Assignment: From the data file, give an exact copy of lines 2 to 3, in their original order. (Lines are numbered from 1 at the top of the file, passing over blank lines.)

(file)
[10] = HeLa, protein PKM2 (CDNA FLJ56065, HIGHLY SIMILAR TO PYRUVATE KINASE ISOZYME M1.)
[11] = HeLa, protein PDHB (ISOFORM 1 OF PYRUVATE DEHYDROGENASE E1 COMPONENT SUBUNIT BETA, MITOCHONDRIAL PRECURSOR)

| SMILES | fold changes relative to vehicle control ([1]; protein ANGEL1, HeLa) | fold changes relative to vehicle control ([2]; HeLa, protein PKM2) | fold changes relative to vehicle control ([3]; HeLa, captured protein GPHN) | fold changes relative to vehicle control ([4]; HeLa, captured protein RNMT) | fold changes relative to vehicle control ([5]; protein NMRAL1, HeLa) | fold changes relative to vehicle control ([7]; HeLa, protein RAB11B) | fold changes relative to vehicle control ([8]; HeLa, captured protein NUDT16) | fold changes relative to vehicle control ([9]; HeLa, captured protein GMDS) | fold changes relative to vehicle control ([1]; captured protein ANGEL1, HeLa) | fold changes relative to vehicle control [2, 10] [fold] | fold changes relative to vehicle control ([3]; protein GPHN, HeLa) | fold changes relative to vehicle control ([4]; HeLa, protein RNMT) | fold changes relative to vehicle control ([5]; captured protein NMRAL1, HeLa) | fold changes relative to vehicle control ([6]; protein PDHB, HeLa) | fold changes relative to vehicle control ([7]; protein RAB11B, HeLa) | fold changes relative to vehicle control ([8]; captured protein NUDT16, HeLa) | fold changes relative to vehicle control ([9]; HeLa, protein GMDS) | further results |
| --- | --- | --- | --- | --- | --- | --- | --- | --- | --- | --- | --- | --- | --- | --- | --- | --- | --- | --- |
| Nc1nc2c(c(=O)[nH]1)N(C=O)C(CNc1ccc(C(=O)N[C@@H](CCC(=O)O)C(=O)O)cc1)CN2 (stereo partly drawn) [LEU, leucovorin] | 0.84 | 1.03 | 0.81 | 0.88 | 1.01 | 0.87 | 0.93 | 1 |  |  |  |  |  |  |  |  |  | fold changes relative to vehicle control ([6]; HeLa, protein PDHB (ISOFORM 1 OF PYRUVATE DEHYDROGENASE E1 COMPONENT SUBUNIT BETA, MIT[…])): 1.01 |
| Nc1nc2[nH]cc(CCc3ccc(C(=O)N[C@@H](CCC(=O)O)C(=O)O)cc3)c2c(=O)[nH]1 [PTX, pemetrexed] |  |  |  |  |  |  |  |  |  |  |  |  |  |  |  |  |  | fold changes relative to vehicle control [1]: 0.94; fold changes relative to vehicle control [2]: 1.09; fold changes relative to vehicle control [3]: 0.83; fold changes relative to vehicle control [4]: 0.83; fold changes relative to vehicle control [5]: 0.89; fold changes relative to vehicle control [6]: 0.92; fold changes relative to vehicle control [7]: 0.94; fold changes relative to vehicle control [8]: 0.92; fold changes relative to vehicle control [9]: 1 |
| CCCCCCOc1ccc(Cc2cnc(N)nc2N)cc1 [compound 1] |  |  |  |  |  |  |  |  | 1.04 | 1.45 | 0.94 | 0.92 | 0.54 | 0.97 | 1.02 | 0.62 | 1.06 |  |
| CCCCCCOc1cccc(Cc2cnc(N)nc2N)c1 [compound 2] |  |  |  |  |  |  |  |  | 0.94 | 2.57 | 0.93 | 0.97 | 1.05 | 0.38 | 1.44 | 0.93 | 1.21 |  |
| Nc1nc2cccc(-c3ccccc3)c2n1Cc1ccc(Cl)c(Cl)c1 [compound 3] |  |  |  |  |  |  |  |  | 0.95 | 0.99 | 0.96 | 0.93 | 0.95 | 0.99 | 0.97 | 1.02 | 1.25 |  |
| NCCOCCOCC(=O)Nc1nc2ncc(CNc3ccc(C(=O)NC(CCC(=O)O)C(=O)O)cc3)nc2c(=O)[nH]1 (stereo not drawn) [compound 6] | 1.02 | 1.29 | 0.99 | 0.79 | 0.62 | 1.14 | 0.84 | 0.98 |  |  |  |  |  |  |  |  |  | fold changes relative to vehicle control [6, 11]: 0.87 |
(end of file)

[11] = HeLa, protein PDHB (ISOFORM 1 OF PYRUVATE DEHYDROGENASE E1 COMPONENT SUBUNIT BETA, MITOCHONDRIAL PRECURSOR)

| SMILES | fold changes relative to vehicle control ([1]; protein ANGEL1, HeLa) | fold changes relative to vehicle control ([2]; HeLa, protein PKM2) | fold changes relative to vehicle control ([3]; HeLa, captured protein GPHN) | fold changes relative to vehicle control ([4]; HeLa, captured protein RNMT) | fold changes relative to vehicle control ([5]; protein NMRAL1, HeLa) | fold changes relative to vehicle control ([7]; HeLa, protein RAB11B) | fold changes relative to vehicle control ([8]; HeLa, captured protein NUDT16) | fold changes relative to vehicle control ([9]; HeLa, captured protein GMDS) | fold changes relative to vehicle control ([1]; captured protein ANGEL1, HeLa) | fold changes relative to vehicle control [2, 10] [fold] | fold changes relative to vehicle control ([3]; protein GPHN, HeLa) | fold changes relative to vehicle control ([4]; HeLa, protein RNMT) | fold changes relative to vehicle control ([5]; captured protein NMRAL1, HeLa) | fold changes relative to vehicle control ([6]; protein PDHB, HeLa) | fold changes relative to vehicle control ([7]; protein RAB11B, HeLa) | fold changes relative to vehicle control ([8]; captured protein NUDT16, HeLa) | fold changes relative to vehicle control ([9]; HeLa, protein GMDS) | further results |